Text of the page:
Chronology of Rescue by Chiune Sugihara, Japan
Chiune Sugihara, Vice Consul for Japan in Kovno, Lithuania, issued transit visas to thousands of Polish Jews stranded in Lithuania. He issued these visas between July 27 and August 28, 1940. Sugihara asked for and obtained an extension to remain in Kovno for an extra 20 days from the occupying Soviet government officials. He even issued visas as his train was leaving Kovno for his next assignment. He issued the visas against the express orders of his government. These orders explicitly stated that he was not to issue visas to refugees who did not have proper documentation and funds to travel through Japan. Most of the Jewish refugees met neither requirement. The Japanese transit visas allowed the refugees to escape from Lithuania through the Soviet Union to Kobe, Japan. From there, many were able to escape to the United States, Canada, South America, Australia and Palestine. About 1,000 refugees survived the war in Shanghai, China. In 1947, he was forced to resign from the Japanese diplomatic service. He always believed this was for his actions in Lithuania. Sugihara was declared Righteous Among the Nations by the State of Israel in 1984. He died in 1985. In 2001, the Japanese government apologized to Sugihara’s family for not recognizing his heroic actions sooner.
January 1, 1900
Chiune Sugihara is born in rural Yaotsu Town, Gifu Prefecture. Second son of father Yoshimizu and mother Yatsu (a family of five boys and one girl).
Enters Waseda University. Majors in English Literature.
Passes Foreign Ministry Scholarship exam. Enters Harbin Gakuin (National University). Studies Russian.
Drafted into the Japanese Army for one year as Reserve Lieutenant.
Graduates Harbin Gakuin (national language school).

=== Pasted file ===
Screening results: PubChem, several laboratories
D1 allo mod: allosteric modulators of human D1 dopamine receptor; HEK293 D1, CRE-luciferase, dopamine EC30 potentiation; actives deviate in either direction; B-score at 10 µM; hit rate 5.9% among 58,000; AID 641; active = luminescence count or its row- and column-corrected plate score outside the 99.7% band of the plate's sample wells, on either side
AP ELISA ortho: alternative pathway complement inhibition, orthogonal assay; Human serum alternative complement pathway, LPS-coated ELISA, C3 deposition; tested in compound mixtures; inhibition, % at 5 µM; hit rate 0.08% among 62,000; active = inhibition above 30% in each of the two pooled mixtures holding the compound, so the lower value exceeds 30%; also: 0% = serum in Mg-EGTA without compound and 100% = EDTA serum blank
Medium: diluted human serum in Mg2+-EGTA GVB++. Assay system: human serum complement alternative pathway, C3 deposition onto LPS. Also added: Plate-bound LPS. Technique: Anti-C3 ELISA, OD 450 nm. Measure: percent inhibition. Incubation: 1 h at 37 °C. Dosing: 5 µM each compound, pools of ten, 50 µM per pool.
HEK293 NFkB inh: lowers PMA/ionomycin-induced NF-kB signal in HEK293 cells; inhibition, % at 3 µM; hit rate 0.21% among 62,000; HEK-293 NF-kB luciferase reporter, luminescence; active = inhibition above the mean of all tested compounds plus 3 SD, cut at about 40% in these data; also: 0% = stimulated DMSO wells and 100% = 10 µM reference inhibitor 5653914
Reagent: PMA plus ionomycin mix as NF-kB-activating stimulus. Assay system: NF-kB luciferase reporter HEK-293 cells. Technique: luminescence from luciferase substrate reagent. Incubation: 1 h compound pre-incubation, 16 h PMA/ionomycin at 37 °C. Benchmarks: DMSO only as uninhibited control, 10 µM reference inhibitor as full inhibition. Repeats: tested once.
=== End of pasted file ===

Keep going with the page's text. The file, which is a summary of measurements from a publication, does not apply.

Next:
Becomes Deputy Consul of Manchurian Government Foreign Ministry.
Appointed Chief of Northern Manchurian Railroad Acquisition Office, by the Manchurian Government Foreign Ministry. Sugihara successfully negotiates the purchase of the railroad for the Japanese government.
Sugihara resigns in protest of the ill treatment of the Chinese in Manchuria.
Returns to Japan. Marries Yukiko Kikuchi.
Becomes translator for Japanese legation, Helsinki, Finland.
July 6-15, 1938
Representatives from 32 countries meet at Evian, France, to discuss refugee policies; none of the participating countries are willing to open their doors to Jewish refugees.
After the annexation of Austria by Germany, the Swiss government sets up policy to bar emigration of Jews. They demand that passports of Jews be stamped with a red "J" to restrict them from crossing into Switzerland.
Sugihara is sent to Kovno (Kaunas), Lithuania, as a one-man consulate. His primary mission is to gather intelligence for the Japanese government. He is to report on Soviet and German troop movements in Eastern Europe.
Germany invades Poland. Thousands of Jews are killed during the invasion and subsequent pogroms. Thousands of Jews flee to Lithuania for refuge.
Sugihara is invited to the first night of Hanukah by a young Lithuanian boy named Zalke Genkind (Solly Ganor). Sugihara and his wife, Yukiko, attend the Genkind party and are exposed to Jewish life in Kovno. During the Hanukah dinner, Sugihara hears of the plight of the Jewish refugees from Poland.
Later, Sugihara gives visas to the Genkind family, but they are unable to use them.
18,000 German, Austrian and Polish Jews flood into Japanese-occupied Shanghai, China, some of them bearing Sugihara visas.